On first listen, Let England Shake could be mistaken for one of those embarrassing anti-war albums. The lyrics that jump out are the violent or polemic ones, like on “The Glorious Land” when she says “what is the glorious fruit of our land?/the fruit is deformed children” while out-of-place war trumpets play in the background, or when soldiers fall “like lumps of meat” in “The Words That Maketh Murder.” Certainly, in some respects, Let England Shake fits the mold of conventional war art, with the horrifying “war is hell” imagery and generally defiant stance. But the more I’ve listened to this album over the last few years and thought about it, the more I’ve realized that it is so much deeper than it may first appear — anyone who writes it off as a shrill political album is not giving PJ Harvey enough credit and is misconstruing her intentions.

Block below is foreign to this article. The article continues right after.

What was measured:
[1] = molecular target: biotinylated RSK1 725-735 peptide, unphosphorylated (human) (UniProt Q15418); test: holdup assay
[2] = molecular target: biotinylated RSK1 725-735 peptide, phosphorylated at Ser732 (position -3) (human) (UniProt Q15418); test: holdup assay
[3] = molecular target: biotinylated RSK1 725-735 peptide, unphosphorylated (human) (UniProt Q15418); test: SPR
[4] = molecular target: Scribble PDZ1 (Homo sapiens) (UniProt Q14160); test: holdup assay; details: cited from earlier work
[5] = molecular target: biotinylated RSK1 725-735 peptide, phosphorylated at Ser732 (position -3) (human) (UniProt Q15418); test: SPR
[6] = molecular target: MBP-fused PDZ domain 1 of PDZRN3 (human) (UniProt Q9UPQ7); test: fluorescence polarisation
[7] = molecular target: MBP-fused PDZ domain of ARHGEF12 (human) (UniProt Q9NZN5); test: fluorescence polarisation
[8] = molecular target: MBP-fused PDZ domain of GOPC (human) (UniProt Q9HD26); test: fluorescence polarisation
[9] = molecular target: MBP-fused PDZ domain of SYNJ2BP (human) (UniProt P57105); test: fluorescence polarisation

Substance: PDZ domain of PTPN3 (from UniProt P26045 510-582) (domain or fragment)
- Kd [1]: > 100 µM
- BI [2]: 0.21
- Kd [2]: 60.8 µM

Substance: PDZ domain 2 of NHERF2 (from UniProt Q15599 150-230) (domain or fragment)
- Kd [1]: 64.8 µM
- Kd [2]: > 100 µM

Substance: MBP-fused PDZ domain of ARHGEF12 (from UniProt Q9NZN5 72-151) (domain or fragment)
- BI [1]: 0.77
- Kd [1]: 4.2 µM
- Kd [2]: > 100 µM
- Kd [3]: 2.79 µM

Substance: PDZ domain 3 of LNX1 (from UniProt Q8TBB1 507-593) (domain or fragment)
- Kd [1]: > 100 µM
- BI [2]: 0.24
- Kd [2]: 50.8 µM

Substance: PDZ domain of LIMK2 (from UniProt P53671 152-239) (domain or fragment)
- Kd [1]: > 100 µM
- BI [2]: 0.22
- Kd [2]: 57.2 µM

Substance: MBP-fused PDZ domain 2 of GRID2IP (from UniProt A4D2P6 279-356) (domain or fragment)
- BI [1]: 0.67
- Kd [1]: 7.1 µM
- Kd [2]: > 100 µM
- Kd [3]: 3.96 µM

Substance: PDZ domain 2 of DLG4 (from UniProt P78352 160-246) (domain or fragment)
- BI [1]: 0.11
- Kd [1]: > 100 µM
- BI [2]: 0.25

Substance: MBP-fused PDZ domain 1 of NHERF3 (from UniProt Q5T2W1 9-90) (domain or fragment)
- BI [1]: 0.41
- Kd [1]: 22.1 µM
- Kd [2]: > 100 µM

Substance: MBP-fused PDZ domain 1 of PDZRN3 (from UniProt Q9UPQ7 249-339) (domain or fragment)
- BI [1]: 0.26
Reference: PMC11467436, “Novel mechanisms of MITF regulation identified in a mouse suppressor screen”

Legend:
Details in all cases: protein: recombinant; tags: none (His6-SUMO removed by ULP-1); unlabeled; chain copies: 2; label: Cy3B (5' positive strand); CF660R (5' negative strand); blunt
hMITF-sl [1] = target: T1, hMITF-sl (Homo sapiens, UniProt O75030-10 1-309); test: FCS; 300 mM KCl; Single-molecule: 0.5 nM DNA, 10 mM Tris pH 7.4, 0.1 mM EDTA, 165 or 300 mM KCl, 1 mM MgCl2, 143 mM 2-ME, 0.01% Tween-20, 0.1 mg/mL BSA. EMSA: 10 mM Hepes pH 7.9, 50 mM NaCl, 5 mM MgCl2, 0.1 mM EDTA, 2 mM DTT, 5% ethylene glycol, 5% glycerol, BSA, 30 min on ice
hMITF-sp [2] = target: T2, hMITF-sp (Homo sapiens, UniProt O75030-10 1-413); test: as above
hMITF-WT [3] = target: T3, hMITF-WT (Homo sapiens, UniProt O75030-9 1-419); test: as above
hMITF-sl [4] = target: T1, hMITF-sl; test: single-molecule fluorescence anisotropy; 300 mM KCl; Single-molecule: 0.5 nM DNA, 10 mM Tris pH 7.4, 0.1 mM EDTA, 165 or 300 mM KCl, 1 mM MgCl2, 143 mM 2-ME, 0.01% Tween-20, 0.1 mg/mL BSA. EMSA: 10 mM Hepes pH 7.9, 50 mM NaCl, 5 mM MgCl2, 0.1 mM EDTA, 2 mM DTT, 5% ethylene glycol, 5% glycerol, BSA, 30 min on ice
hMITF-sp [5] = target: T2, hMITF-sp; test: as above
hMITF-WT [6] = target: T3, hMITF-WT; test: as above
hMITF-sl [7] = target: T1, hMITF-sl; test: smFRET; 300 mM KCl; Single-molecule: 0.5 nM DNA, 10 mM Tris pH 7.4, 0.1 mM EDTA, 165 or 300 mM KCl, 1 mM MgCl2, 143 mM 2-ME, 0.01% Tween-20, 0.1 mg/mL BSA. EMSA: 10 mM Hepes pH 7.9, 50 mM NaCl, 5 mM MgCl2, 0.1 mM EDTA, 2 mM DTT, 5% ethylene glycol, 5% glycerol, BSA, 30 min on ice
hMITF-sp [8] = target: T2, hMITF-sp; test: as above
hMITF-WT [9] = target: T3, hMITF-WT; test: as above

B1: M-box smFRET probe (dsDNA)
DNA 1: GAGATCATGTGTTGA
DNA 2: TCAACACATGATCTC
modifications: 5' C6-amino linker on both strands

Let England Shake is primarily concerned with history and place. It is about how the past is always with us, even if we weren’t there to see it ourselves, and how a nation’s previous decisions can continue to haunt those who are still living there today. These themes are there in the lyrics, but are also cleverly present in the music itself, in particular through the use of sampling — “The Words That Maketh Murder” borrows the lyrics “I’m gonna take my problem to the United Nations” from Eddie Cochrane’s “Summertime Blues,” while “Written on the Forehead” samples “Blood and Fire” by Niney the Observer. These samples create an effect where ghosts from the history of music are present in her songs, mirroring the album’s stories of past wars and fallen soldiers that are still, in a sense, with us today.